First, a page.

ORIGEN’S HEXAPLA: A Sixfold Text in Parallel Columns of the Old Testament

At the end of the second century, there were (at least) four competing Greek versions of the OT. Origen, one of the most important theologians in the Eastern church, was born in Alexandria, Egypt, and was active in the middle of the third century CE. Aware of differences between the Greek and Hebrew texts, he set out to bring order and understanding to the confusing array of competing textual witnesses and to produce an edition that would account for those variations.

The Crown of All Hebrew Manuscripts: The Aleppo Codex

BEFORE the discovery of the cache of Hebrew scrolls in the Dead Sea caves in 1947, aside from a few fragments, our Hebrew Old Testament manuscripts were from the late 9th to the 11th century C.E. That is but a mere thousand years ago when the original thirty-nine Hebrew Old Testament Bible books date from 2,500 to 3,500 years ago. Does this mean that prior to 1947, textual scholars and translators were uncertain about the Hebrew Bible that lies behind our English Old Testament? No, there was the most important Hebrew manuscript, which is called the Keter, the “Crown,” that originally contained all the Hebrew Scriptures, or the “Old Testament.”

Manuscripts of the Hebrew Scriptures

The first list of the Old Testament manuscripts in Hebrew, made by Benjamin Kennicott (1776–1780) and published by Oxford, listed 615 manuscripts from libraries in England and on the Continent. Giovanni de Rossi (1784–1788) published a list of 731 manuscripts. The main manuscript discoveries in modern times are those of the Cairo Geniza (c. 1890)... Continue Reading →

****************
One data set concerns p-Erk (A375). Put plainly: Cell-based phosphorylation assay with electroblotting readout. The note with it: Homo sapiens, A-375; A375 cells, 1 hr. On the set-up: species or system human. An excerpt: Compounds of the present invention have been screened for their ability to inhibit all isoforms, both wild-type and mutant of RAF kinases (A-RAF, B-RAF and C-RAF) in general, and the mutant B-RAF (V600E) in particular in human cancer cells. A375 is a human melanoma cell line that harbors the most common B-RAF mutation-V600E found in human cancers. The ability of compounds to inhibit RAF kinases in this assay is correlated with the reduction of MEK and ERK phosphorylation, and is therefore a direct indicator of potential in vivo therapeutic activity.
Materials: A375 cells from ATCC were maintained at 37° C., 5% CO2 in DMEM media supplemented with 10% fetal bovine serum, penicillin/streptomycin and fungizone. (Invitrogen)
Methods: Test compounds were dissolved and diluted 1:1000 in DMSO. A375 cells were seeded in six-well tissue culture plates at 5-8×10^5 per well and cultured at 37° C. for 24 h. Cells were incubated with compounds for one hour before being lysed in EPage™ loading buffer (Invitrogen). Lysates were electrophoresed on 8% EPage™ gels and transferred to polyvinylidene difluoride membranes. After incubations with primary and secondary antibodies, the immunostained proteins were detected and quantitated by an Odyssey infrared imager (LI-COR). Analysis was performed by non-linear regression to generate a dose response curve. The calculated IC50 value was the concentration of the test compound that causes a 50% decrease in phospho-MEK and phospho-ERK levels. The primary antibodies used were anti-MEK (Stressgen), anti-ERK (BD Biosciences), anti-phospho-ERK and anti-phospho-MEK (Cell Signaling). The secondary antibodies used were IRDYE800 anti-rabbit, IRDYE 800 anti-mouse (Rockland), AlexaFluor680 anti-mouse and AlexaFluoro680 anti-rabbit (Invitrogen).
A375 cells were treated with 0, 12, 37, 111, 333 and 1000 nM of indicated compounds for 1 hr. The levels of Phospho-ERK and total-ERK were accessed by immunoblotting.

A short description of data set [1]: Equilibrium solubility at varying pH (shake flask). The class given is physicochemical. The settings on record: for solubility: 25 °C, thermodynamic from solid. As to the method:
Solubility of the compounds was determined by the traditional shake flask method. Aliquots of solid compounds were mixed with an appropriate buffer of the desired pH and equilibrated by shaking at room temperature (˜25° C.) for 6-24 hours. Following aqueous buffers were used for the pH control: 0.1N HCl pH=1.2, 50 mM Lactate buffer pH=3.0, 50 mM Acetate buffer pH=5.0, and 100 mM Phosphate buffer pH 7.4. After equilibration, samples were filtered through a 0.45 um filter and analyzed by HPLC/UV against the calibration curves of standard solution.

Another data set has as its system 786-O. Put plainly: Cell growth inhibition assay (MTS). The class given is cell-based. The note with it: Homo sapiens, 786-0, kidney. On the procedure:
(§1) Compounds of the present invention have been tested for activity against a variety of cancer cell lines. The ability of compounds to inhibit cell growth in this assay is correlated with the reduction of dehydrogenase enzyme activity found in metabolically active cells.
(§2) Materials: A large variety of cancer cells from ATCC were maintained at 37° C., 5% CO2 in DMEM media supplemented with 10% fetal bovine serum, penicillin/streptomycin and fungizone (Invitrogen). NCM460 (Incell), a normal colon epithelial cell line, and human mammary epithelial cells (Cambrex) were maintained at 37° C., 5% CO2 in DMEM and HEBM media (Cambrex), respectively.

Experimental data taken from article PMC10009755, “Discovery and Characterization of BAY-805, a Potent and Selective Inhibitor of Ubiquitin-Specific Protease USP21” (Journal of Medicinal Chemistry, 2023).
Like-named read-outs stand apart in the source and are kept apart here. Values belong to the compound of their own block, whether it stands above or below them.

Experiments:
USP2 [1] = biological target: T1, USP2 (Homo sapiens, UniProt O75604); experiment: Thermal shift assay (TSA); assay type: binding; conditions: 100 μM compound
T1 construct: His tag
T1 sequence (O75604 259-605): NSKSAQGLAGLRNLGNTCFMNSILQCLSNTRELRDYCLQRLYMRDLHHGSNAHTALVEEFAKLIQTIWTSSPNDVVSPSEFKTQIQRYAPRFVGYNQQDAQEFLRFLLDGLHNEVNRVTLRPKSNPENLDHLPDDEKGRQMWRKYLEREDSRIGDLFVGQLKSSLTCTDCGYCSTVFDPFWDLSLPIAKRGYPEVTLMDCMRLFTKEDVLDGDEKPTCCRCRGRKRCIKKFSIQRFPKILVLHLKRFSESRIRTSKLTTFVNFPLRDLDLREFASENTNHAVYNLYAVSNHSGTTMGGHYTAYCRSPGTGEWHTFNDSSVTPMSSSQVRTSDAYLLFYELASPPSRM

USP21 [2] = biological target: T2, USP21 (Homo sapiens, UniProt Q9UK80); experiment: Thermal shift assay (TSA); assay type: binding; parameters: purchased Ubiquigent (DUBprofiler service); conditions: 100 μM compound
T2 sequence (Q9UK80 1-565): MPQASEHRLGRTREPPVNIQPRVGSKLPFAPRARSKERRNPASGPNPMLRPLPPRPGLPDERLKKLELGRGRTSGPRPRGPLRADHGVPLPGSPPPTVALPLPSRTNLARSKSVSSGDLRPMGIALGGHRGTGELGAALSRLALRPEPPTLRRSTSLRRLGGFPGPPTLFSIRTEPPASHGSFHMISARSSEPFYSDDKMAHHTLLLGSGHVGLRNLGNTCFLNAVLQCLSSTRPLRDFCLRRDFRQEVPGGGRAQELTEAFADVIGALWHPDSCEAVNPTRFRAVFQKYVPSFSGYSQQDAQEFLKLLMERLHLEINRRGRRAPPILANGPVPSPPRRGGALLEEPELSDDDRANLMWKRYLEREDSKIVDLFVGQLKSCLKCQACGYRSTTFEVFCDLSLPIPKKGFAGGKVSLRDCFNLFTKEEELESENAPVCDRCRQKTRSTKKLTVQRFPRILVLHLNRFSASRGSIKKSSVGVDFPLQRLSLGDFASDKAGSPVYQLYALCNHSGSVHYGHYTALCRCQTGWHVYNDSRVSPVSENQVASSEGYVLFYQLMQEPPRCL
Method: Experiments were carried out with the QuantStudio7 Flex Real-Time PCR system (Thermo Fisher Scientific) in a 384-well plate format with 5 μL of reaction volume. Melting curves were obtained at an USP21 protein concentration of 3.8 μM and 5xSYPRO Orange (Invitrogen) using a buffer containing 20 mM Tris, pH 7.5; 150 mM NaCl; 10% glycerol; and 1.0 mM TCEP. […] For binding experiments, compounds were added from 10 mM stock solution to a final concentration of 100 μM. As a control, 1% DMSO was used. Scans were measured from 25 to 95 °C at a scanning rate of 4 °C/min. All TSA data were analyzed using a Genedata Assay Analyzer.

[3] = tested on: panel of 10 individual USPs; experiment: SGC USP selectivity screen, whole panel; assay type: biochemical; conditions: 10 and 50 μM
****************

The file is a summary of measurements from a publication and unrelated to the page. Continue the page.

Benjamin Kennicott (1718 – 1783) Old Testament Textual Criticism Scholar

Benjamin Kennicott (4 April 1718 – 18 September 1783) was an English churchman and Hebrew scholar. Kennicott was born at Totnes, Devon. He succeeded his father as master of a charity school, but the generosity of some friends enabled him to go to Wadham College, Oxford, in 1744, and he distinguished himself in Hebrew and divinity. While an undergraduate he published two dissertations, On the Tree... Continue Reading →

OTTC GENESIS 10:4: “Dodanim” or “Rodanim”?

Most of the MT has the reading “Dodanim” in verse 4 of chapter 10. On the other hand, the Greek Septuagint (LXX) and the Samaritan Pentateuch (SP) and some Hebrew manuscripts have “Rodanim” in verse 4 of chapter 10. “Rodanim” is also found in the Masoretic Text (MT) at 1 Chronicles 1:7. However, many of the Hebrew manuscripts, as well as the Syriac Peshitta and the Latin Vulgate read “Dodanim.” ...

OTTC GENESIS 4:8: “Let us go out into the field”?

The bracketed clause “let us go over into the field” is not found in the Codex Leningrad B 19A and the Aleppo Codex, nor is it found in the QT Qumran Texts (Dead Sea Scrolls; Scroll 4Q2). However, the reading is included in older Septuagint manuscripts and in SP, SYR, and VG.

Powered by WordPress.com.

Up ↑